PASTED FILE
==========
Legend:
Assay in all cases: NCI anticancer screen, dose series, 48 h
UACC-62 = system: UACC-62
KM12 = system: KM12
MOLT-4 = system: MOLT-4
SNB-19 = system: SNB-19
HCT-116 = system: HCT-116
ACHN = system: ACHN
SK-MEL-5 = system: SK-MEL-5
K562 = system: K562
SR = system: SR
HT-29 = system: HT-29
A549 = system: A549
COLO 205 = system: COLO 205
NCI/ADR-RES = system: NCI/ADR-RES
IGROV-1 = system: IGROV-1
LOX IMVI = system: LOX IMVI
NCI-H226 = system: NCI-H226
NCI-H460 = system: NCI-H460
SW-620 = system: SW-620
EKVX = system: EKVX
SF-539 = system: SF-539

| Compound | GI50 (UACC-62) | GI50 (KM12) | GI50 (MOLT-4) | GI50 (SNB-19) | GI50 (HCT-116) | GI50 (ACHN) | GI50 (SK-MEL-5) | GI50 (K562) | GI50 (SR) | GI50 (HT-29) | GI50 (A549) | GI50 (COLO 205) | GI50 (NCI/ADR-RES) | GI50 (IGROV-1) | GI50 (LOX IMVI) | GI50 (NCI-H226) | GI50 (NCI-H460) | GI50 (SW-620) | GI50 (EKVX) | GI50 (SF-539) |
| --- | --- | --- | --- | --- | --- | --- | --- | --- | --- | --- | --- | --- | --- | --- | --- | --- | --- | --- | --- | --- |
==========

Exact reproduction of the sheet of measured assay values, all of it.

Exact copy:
Legend:
Assay in all cases: NCI anticancer screen, dose series, 48 h
UACC-62 = system: UACC-62
KM12 = system: KM12
MOLT-4 = system: MOLT-4
SNB-19 = system: SNB-19
HCT-116 = system: HCT-116
ACHN = system: ACHN
SK-MEL-5 = system: SK-MEL-5
K562 = system: K562
SR = system: SR
HT-29 = system: HT-29
A549 = system: A549
COLO 205 = system: COLO 205
NCI/ADR-RES = system: NCI/ADR-RES
IGROV-1 = system: IGROV-1
LOX IMVI = system: LOX IMVI
NCI-H226 = system: NCI-H226
NCI-H460 = system: NCI-H460
SW-620 = system: SW-620
EKVX = system: EKVX
SF-539 = system: SF-539

| Compound | GI50 (UACC-62) | GI50 (KM12) | GI50 (MOLT-4) | GI50 (SNB-19) | GI50 (HCT-116) | GI50 (ACHN) | GI50 (SK-MEL-5) | GI50 (K562) | GI50 (SR) | GI50 (HT-29) | GI50 (A549) | GI50 (COLO 205) | GI50 (NCI/ADR-RES) | GI50 (IGROV-1) | GI50 (LOX IMVI) | GI50 (NCI-H226) | GI50 (NCI-H460) | GI50 (SW-620) | GI50 (EKVX) | GI50 (SF-539) |
| --- | --- | --- | --- | --- | --- | --- | --- | --- | --- | --- | --- | --- | --- | --- | --- | --- | --- | --- | --- | --- |